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A defendant may raise an honest, yet mistaken, belief as an affirmative defense. A defendant's honest belief that the property he took was abandoned constitutes an affirmative defense to larceny. Abandoned property is property to which the owner has relinquished all right, title, claim, and possession, but without vesting it in any other person.
The defendant, who was in the business of collecting and selling scrap metal, was charged with larceny under $250, G. L. c. 266, § 30 (1), in connection with his removal of two lengths of steel pipe from a construction site located on private property in Pittsfield. Defendant was convicted of the charge. The appellate court affirmed the defendant’s conviction. Defendant challenged his conviction, arguing that he lacked the requisite specific intent to steal because he honestly, albeit mistakenly, believed that the property he removed from the site was abandoned.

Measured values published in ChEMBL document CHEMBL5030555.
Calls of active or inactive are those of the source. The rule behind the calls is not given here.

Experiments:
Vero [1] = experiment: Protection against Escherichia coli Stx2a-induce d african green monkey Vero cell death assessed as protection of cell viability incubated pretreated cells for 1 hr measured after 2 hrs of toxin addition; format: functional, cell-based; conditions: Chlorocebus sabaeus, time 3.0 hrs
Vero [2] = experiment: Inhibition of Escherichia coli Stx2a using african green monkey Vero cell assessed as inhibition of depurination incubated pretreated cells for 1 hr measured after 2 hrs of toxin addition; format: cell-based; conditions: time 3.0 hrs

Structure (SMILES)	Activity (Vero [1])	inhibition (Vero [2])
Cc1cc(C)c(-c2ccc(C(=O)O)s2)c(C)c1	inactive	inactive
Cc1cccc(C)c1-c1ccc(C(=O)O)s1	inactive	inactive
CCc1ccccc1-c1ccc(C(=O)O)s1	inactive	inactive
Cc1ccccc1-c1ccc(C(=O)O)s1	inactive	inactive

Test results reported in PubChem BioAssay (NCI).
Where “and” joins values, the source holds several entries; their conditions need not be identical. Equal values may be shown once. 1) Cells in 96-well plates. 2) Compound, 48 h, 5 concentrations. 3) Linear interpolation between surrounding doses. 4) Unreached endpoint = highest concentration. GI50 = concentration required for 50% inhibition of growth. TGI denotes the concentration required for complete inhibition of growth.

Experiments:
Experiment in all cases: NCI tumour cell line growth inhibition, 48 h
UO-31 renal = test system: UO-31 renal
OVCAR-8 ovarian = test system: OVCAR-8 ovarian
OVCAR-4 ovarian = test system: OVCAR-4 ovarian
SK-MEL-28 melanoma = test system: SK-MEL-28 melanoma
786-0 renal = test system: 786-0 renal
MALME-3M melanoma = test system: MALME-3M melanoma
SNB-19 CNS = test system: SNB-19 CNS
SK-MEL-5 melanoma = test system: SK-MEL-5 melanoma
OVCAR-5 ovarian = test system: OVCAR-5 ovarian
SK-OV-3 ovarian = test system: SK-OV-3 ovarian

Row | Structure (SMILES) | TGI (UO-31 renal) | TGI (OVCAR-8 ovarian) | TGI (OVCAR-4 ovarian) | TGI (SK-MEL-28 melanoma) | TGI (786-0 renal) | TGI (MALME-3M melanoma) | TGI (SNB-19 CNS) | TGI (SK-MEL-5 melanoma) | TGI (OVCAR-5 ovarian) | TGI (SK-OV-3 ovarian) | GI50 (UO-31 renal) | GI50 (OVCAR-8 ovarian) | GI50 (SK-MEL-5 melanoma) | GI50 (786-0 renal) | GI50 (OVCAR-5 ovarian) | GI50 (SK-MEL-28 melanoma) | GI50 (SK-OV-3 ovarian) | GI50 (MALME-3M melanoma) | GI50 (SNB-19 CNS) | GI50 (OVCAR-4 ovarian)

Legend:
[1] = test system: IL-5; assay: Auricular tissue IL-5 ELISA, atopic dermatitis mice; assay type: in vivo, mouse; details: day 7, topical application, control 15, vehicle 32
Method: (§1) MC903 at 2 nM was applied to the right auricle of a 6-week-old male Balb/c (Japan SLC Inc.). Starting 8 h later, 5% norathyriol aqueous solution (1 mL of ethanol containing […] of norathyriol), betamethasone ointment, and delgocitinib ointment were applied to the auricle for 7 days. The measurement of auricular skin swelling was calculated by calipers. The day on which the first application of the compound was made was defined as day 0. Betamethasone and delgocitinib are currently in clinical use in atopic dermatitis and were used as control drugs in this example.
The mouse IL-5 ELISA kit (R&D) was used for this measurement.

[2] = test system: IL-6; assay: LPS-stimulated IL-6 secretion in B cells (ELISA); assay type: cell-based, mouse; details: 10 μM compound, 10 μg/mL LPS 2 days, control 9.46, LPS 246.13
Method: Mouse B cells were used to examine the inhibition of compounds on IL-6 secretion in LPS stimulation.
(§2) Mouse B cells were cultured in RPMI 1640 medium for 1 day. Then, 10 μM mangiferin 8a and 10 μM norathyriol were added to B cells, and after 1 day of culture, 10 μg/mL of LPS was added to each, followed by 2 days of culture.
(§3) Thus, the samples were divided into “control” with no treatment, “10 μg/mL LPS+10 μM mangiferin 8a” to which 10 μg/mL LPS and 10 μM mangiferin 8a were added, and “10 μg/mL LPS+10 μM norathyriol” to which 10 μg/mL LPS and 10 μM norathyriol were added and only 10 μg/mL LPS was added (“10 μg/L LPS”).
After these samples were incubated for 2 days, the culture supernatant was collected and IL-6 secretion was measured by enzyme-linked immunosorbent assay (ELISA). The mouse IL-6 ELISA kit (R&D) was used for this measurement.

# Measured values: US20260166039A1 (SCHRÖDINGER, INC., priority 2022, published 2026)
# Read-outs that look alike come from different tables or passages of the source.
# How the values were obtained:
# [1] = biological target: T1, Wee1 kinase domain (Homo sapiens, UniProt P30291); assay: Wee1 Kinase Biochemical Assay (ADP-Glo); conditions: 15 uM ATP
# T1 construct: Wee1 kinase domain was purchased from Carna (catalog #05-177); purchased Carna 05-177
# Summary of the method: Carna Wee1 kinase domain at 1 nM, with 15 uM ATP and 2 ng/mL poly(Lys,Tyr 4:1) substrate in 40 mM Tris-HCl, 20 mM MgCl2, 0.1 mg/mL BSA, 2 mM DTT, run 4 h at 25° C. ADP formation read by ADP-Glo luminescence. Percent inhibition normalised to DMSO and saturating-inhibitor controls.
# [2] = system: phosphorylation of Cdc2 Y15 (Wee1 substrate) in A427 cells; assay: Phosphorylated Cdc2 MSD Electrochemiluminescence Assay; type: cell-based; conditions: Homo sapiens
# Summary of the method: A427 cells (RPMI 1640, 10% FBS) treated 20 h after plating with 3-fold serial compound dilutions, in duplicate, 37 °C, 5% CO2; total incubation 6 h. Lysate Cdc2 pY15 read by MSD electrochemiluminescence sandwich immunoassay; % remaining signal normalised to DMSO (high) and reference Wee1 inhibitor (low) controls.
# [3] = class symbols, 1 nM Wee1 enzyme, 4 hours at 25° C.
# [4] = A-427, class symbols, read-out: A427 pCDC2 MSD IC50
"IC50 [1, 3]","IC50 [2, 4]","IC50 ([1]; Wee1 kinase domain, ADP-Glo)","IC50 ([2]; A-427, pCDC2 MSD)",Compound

Under the circumstances, could the defendant’s conviction for larceny be sustained, notwithstanding defendant’s defense of honest belief?
The court vacated the defendant’s conviction, and held that the defendant adequately raised the defense to larceny of an honest belief that the items he took were abandoned. Thus, the court held that it was the Commonwealth's burden to prove beyond a reasonable doubt that the defendant's subjective belief was not honestly held but, instead, was a pretense or sham.